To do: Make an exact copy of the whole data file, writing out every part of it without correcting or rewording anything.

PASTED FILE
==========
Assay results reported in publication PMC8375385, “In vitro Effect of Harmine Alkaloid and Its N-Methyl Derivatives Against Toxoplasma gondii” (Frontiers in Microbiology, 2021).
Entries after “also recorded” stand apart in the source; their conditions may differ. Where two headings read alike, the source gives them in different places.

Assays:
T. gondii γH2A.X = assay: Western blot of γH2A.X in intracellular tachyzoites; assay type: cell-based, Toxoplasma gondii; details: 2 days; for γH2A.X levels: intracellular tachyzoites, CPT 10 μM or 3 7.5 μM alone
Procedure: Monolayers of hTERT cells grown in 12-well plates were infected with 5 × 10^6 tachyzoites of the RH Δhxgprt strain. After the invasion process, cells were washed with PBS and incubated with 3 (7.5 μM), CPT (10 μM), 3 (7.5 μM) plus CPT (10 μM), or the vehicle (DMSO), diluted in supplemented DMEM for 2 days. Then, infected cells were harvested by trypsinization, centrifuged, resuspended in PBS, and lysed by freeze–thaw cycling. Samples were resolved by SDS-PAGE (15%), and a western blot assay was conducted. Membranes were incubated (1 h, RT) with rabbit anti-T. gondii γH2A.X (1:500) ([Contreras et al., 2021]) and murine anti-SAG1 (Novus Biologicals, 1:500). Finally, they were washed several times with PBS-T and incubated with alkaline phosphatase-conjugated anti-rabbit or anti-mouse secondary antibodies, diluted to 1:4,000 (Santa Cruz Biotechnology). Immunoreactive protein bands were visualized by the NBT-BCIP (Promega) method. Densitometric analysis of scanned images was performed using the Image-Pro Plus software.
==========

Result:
Assay results reported in publication PMC8375385, “In vitro Effect of Harmine Alkaloid and Its N-Methyl Derivatives Against Toxoplasma gondii” (Frontiers in Microbiology, 2021).
Entries after “also recorded” stand apart in the source; their conditions may differ. Where two headings read alike, the source gives them in different places.

Assays:
T. gondii γH2A.X = assay: Western blot of γH2A.X in intracellular tachyzoites; assay type: cell-based, Toxoplasma gondii; details: 2 days; for γH2A.X levels: intracellular tachyzoites, CPT 10 μM or 3 7.5 μM alone
Procedure: Monolayers of hTERT cells grown in 12-well plates were infected with 5 × 10^6 tachyzoites of the RH Δhxgprt strain. After the invasion process, cells were washed with PBS and incubated with 3 (7.5 μM), CPT (10 μM), 3 (7.5 μM) plus CPT (10 μM), or the vehicle (DMSO), diluted in supplemented DMEM for 2 days. Then, infected cells were harvested by trypsinization, centrifuged, resuspended in PBS, and lysed by freeze–thaw cycling. Samples were resolved by SDS-PAGE (15%), and a western blot assay was conducted. Membranes were incubated (1 h, RT) with rabbit anti-T. gondii γH2A.X (1:500) ([Contreras et al., 2021]) and murine anti-SAG1 (Novus Biologicals, 1:500). Finally, they were washed several times with PBS-T and incubated with alkaline phosphatase-conjugated anti-rabbit or anti-mouse secondary antibodies, diluted to 1:4,000 (Santa Cruz Biotechnology). Immunoreactive protein bands were visualized by the NBT-BCIP (Promega) method. Densitometric analysis of scanned images was performed using the Image-Pro Plus software.